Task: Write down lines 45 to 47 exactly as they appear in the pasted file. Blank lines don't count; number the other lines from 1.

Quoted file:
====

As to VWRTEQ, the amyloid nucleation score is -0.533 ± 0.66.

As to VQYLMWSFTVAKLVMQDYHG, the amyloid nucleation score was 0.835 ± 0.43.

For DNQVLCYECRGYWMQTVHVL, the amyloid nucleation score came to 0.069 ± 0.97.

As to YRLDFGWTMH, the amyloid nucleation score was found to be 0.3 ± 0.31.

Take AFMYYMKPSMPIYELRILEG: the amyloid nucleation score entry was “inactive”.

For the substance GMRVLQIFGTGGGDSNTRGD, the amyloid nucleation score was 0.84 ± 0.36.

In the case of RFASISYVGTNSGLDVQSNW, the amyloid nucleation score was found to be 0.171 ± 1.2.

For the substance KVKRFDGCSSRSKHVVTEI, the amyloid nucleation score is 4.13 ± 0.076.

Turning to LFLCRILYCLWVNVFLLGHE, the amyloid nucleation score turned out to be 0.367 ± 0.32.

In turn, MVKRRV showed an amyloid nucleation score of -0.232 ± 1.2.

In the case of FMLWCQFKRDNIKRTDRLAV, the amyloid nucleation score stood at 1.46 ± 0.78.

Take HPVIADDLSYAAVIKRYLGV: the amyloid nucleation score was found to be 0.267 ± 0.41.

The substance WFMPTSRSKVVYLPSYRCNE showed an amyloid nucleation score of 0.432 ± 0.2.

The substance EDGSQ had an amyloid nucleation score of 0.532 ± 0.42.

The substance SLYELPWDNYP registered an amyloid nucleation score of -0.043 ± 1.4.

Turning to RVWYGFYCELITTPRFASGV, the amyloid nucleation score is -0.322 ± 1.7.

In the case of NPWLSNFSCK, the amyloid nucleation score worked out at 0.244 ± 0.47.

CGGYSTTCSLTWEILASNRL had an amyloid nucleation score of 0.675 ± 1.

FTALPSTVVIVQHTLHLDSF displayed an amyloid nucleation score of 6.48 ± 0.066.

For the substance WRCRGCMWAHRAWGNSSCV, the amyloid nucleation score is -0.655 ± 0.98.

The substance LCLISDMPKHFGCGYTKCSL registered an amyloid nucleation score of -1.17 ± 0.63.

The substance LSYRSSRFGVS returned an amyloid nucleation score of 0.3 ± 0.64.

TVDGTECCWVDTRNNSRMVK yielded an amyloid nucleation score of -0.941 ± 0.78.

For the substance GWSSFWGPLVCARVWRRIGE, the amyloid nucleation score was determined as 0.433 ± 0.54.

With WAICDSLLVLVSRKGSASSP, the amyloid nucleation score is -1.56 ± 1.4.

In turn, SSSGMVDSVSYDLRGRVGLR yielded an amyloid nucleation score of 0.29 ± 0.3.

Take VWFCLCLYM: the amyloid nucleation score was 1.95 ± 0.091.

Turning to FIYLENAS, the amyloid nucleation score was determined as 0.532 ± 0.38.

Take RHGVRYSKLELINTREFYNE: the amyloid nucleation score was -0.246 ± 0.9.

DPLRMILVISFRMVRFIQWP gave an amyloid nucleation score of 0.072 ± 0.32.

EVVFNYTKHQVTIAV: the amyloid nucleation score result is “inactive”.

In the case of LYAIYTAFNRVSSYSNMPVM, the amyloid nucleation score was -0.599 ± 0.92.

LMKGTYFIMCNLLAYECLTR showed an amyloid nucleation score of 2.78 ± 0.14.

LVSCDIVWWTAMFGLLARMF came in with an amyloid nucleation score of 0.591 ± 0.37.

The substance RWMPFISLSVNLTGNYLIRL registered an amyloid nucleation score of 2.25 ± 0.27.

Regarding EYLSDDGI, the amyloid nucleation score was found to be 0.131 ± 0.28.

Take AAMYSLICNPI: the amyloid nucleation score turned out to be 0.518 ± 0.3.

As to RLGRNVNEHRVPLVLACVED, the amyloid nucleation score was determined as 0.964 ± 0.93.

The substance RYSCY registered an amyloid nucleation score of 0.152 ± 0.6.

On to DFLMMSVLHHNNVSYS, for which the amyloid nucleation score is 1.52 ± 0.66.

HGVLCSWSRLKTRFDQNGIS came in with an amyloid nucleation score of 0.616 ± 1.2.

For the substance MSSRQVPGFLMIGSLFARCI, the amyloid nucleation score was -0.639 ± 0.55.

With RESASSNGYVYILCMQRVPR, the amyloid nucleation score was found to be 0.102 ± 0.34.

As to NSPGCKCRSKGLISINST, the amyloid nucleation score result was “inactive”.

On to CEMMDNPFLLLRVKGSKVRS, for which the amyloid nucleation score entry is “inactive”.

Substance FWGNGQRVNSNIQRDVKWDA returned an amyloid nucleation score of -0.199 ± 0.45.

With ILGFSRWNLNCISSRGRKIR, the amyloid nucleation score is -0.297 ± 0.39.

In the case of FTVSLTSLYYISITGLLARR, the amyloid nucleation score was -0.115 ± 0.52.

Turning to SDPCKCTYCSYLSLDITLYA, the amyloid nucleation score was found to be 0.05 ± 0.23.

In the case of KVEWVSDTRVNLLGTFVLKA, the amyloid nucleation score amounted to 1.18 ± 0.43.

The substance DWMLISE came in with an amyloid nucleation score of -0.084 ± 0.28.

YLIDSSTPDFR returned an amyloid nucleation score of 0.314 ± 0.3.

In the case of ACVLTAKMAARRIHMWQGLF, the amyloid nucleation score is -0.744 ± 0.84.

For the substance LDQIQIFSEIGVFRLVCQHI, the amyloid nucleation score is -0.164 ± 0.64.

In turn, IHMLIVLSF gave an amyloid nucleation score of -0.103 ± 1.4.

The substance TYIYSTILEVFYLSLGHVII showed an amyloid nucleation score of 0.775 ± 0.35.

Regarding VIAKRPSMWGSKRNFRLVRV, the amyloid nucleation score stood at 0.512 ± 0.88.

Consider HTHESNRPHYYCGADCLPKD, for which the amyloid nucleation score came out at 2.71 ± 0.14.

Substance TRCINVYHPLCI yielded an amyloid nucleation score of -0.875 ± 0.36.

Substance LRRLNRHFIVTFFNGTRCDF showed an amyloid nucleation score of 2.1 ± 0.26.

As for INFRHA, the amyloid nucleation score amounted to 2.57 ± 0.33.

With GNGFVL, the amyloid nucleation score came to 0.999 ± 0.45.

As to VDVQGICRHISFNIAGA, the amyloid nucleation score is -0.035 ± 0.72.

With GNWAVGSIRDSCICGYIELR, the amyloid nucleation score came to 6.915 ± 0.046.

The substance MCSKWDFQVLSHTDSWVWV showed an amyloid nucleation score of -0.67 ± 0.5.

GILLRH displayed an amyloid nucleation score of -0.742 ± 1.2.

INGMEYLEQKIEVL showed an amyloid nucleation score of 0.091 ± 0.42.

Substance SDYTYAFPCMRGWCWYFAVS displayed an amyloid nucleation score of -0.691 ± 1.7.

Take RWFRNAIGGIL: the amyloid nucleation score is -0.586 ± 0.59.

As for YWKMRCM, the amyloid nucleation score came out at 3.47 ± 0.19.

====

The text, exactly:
On to CEMMDNPFLLLRVKGSKVRS, for which the amyloid nucleation score entry is “inactive”.

Substance FWGNGQRVNSNIQRDVKWDA returned an amyloid nucleation score of -0.199 ± 0.45.

With ILGFSRWNLNCISSRGRKIR, the amyloid nucleation score is -0.297 ± 0.39.